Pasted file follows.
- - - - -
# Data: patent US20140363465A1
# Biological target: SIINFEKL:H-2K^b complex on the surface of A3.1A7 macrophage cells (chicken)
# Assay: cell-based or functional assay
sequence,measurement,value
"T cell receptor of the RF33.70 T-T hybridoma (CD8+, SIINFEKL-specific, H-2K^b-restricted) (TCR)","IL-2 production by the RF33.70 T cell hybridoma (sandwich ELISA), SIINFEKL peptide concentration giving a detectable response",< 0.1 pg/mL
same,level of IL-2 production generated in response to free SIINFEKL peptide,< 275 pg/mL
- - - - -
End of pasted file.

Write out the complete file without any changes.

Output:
# Data: patent US20140363465A1
# Biological target: SIINFEKL:H-2K^b complex on the surface of A3.1A7 macrophage cells (chicken)
# Assay: cell-based or functional assay
sequence,measurement,value
"T cell receptor of the RF33.70 T-T hybridoma (CD8+, SIINFEKL-specific, H-2K^b-restricted) (TCR)","IL-2 production by the RF33.70 T cell hybridoma (sandwich ELISA), SIINFEKL peptide concentration giving a detectable response",< 0.1 pg/mL
same,level of IL-2 production generated in response to free SIINFEKL peptide,< 275 pg/mL